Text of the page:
HTML5 and How it Relates to Mobile Courses, Language Bundling and 508 Compliance

There have been many questions in the last year or so about when the SafetySkills course library will obtain certain features. These include mobile capability, English/Spanish version bundling, and 508 compliance (accessibility for those with disabilities). The good news is that SafetySkills is committed to developing these product features and making them available to our customers as soon as possible. The bad news is that this development initiative is not a simple or quick process. This article will go through each feature and explain how and when we expect to implement them, as well as some of the challenges we face in developing them.

A Short History Lesson: Flash vs.HTML5

Websites use a coding protocol called HTML (hypertext markup language). In the early days of the Internet, HTML did not support certain graphical features such as animations, videos, etc. However, websites wanted to feature such content, so the software company Adobe created a program called Flash. Flash allowed Web developers to feature graphical elements that they could not have otherwise provided. For example, YouTube originally displayed all of its video content with Flash. Users would upload video files, and the website would convert them to a Flash video format so that the video could be displayed on the YouTube website.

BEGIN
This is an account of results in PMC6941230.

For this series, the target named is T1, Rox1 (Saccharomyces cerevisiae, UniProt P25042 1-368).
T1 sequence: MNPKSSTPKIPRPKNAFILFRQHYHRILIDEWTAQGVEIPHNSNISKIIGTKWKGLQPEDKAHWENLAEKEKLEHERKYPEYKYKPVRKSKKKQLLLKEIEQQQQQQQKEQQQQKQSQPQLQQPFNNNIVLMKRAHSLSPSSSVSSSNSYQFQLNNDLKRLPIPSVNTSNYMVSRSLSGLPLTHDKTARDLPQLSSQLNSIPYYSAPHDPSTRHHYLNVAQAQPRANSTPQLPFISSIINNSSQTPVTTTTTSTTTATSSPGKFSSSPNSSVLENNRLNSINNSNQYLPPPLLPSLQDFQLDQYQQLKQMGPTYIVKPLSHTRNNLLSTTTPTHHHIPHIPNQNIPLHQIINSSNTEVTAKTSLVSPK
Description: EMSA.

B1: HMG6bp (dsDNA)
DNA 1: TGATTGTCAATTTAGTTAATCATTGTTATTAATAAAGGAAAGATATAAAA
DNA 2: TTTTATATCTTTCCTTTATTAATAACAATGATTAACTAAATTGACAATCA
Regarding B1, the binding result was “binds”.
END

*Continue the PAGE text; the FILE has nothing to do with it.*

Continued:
For several years, Flash content was ubiquitous on the Internet. Flash was the standard graphical Web development tool when SafetySkills started creating courseware in 2007. Therefore, the bulk of the SafetySkills course catalog currently exists in a Flash video format.

During the intervening years, a new version of the HTML coding protocol was created. This new version, Called HTML5, supports video, animations, and all the graphical elements the old HTML did not support. Most Web developers began creating webpages and other content with HTML5 instead of Flash. As time went on, because Flash was a drain on device resources such as battery life and processor capacity, manufacturers decided that tablet devices and smartphones would phase out Flash support altogether. This trend was solidified into a mandate when Apple Corporation announced that its popular iPad tablets and iPhones would not support Flash in any form. Today, in 2015, virtually no mobile devices support Flash content in any way.

Keeping Up with the Market

Since the time when tablet devices such as the iPad and smart phones became popular not only as personal entertainment devices but as work tools, our customers have consistently requested that we offer the SafetySkills course catalog in a mobile format. In response to these repeated requests, beginning in 2014, SafetySkills began developing all new courseware using HTML5 instead of Flash.

While these new, native-HTML5 courses function on mobile devices, we must also make the 250+ SafetySkills courses that were developed with Flash available on mobile devices. We are left with two options: rebuilding the entire catalog from scratch in HTML5, or converting existing courses into a format that is HTML5 compatible.  

We have opted to convert our Flash-based content into a format compatible with HTML5. As we update courses in the future for regulatory/instructional design reasons, they will be rebuilt in native HTML5.

HTML5 as a Platform for Growth